The Myth of Spatial Reuse with Directional Antennas in Indoor Wireless Networks

Sriram Lakshmanan1, Karthikeyan Sundaresan2, Sampath Rangarajan2, and Raghupathy Sivakumar1
1GNAN Research Group
School of Electrical and Computer Engineering
Georgia Institute of Technology
2NEC Labs. America
Princeton, NJ

The 11th Passive and Active Measurement Conference (PAM 2010), Zurich, Switzerland, April 7-9th, 2010.


Interference among co-channel users is a fundamental prob- lem in wireless networks, which prevents nearby links from operating concurrently. Directional antennas allow the radiation patterns of wire- less transmitters to be shaped to form directed beams. Conventionally, such beams are assumed to improve the spatial reuse (i.e. concurrency) in indoor wireless networks. In this paper, we use experiments in an indoor office setting of Wifi Access points equipped with directional antennas, to study their potential for interference mitigation and spatial reuse. In contrast to conventional wisdom, we observe that the interference mit- igation benefits of directional antennas are minimal. On analyzing our experimental traces we observe that directional links do not reduce inter- ference to nearby links due to the lack of signal confinement due to indoor multipath fading. We then use the insights derived from our study to de- velop an alternative approach that provides better interference reduction in indoor networks compared to directional links.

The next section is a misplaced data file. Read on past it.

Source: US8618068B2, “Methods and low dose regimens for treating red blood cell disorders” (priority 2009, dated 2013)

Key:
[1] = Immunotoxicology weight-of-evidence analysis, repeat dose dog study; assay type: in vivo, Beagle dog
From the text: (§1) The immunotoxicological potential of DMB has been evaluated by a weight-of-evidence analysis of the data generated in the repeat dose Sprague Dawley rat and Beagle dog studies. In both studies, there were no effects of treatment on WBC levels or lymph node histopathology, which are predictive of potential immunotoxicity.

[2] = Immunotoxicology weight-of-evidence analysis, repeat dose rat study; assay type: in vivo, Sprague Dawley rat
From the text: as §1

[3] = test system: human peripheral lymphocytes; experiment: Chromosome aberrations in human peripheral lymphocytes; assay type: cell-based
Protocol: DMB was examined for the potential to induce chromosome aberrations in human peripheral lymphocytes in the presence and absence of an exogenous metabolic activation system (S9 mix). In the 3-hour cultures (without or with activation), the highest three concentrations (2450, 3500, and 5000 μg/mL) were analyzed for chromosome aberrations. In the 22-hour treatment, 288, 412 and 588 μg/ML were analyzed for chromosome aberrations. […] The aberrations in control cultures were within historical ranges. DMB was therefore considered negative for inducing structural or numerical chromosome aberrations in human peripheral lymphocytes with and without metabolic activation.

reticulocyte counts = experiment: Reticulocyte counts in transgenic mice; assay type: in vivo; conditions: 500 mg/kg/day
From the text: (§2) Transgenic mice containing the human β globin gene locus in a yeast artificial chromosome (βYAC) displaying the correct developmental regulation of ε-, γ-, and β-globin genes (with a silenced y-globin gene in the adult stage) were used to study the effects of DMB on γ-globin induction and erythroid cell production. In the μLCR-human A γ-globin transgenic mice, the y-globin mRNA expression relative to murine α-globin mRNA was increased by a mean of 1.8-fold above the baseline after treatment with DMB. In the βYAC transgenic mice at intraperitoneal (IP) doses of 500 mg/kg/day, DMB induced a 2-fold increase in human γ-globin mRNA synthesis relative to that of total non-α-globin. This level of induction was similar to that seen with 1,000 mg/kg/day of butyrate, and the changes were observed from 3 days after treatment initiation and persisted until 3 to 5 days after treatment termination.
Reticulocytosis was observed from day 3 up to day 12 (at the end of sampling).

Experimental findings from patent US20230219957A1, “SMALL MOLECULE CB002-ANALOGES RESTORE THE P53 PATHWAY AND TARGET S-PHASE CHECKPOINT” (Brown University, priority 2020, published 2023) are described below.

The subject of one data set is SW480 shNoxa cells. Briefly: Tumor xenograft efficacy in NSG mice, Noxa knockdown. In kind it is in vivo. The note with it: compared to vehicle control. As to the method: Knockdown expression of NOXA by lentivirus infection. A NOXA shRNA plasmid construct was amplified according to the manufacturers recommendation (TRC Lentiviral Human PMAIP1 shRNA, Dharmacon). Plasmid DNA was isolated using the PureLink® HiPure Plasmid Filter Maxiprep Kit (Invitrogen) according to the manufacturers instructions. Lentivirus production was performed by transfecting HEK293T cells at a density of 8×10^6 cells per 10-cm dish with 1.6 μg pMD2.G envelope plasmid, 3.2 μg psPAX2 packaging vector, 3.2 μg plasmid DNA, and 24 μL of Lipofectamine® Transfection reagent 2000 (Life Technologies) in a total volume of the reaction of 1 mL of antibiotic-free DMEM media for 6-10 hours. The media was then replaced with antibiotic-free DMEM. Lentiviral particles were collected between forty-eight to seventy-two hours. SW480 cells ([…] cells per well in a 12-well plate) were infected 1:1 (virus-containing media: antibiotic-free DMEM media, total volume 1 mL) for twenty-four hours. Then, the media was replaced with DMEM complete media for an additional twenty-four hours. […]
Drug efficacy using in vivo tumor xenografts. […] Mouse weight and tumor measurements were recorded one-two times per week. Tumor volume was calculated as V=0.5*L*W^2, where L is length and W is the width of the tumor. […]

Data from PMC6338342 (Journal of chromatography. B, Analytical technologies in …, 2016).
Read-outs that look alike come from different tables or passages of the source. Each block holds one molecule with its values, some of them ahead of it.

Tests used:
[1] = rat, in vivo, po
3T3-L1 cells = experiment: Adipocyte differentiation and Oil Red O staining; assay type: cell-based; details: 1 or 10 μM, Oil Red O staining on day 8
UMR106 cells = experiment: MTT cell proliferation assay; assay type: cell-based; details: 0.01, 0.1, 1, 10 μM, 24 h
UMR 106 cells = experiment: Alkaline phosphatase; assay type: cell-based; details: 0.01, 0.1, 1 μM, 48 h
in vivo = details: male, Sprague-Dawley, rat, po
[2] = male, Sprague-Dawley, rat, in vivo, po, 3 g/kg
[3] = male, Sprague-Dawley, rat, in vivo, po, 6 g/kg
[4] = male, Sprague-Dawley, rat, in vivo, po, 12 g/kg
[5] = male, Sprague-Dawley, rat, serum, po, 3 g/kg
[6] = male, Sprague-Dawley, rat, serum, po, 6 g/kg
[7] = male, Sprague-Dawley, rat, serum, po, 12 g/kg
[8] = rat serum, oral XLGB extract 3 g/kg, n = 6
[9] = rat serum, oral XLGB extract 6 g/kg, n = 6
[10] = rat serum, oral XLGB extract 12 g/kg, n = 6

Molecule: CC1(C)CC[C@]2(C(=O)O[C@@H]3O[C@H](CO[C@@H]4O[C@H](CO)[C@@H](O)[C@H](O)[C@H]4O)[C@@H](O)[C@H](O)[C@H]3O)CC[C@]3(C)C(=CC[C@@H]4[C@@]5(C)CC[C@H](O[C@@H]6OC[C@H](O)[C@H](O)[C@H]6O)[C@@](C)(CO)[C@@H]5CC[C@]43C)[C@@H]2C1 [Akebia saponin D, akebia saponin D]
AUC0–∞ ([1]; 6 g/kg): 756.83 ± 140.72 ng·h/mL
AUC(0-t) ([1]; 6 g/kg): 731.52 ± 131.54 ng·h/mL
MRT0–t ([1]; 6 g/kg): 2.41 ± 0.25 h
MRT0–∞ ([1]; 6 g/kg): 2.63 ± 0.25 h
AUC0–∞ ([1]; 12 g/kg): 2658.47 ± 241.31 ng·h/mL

Presentation: [pdf (1784KB)]      Full Paper: [pdf (203KB)]